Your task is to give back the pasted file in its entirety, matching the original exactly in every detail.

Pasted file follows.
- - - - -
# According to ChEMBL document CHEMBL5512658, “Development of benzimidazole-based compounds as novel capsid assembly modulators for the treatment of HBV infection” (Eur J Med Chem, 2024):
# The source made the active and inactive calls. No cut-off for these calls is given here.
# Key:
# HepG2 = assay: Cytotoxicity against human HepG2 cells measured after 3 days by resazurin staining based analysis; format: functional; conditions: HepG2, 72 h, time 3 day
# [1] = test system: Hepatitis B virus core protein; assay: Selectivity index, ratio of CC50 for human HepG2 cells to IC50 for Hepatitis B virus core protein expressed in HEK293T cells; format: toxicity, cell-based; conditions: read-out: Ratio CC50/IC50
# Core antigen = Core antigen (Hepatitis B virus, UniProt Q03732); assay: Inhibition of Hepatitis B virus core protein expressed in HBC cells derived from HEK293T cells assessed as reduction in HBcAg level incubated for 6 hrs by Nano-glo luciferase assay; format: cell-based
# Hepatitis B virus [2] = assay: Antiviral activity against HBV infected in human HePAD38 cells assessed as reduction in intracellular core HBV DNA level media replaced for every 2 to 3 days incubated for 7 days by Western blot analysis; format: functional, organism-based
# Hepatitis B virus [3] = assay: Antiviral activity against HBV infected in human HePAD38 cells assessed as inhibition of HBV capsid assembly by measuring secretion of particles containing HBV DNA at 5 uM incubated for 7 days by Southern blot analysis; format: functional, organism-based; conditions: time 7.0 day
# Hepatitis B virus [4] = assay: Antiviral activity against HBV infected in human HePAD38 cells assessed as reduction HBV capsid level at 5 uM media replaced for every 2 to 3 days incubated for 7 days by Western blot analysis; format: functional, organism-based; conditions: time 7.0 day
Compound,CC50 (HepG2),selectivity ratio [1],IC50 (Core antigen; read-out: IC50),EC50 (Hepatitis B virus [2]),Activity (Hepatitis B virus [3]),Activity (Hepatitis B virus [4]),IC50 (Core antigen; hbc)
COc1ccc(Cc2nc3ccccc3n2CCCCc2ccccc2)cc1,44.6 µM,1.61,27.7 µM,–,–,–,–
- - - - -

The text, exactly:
# According to ChEMBL document CHEMBL5512658, “Development of benzimidazole-based compounds as novel capsid assembly modulators for the treatment of HBV infection” (Eur J Med Chem, 2024):
# The source made the active and inactive calls. No cut-off for these calls is given here.
# Key:
# HepG2 = assay: Cytotoxicity against human HepG2 cells measured after 3 days by resazurin staining based analysis; format: functional; conditions: HepG2, 72 h, time 3 day
# [1] = test system: Hepatitis B virus core protein; assay: Selectivity index, ratio of CC50 for human HepG2 cells to IC50 for Hepatitis B virus core protein expressed in HEK293T cells; format: toxicity, cell-based; conditions: read-out: Ratio CC50/IC50
# Core antigen = Core antigen (Hepatitis B virus, UniProt Q03732); assay: Inhibition of Hepatitis B virus core protein expressed in HBC cells derived from HEK293T cells assessed as reduction in HBcAg level incubated for 6 hrs by Nano-glo luciferase assay; format: cell-based
# Hepatitis B virus [2] = assay: Antiviral activity against HBV infected in human HePAD38 cells assessed as reduction in intracellular core HBV DNA level media replaced for every 2 to 3 days incubated for 7 days by Western blot analysis; format: functional, organism-based
# Hepatitis B virus [3] = assay: Antiviral activity against HBV infected in human HePAD38 cells assessed as inhibition of HBV capsid assembly by measuring secretion of particles containing HBV DNA at 5 uM incubated for 7 days by Southern blot analysis; format: functional, organism-based; conditions: time 7.0 day
# Hepatitis B virus [4] = assay: Antiviral activity against HBV infected in human HePAD38 cells assessed as reduction HBV capsid level at 5 uM media replaced for every 2 to 3 days incubated for 7 days by Western blot analysis; format: functional, organism-based; conditions: time 7.0 day
Compound,CC50 (HepG2),selectivity ratio [1],IC50 (Core antigen; read-out: IC50),EC50 (Hepatitis B virus [2]),Activity (Hepatitis B virus [3]),Activity (Hepatitis B virus [4]),IC50 (Core antigen; hbc)
COc1ccc(Cc2nc3ccccc3n2CCCCc2ccccc2)cc1,44.6 µM,1.61,27.7 µM,–,–,–,–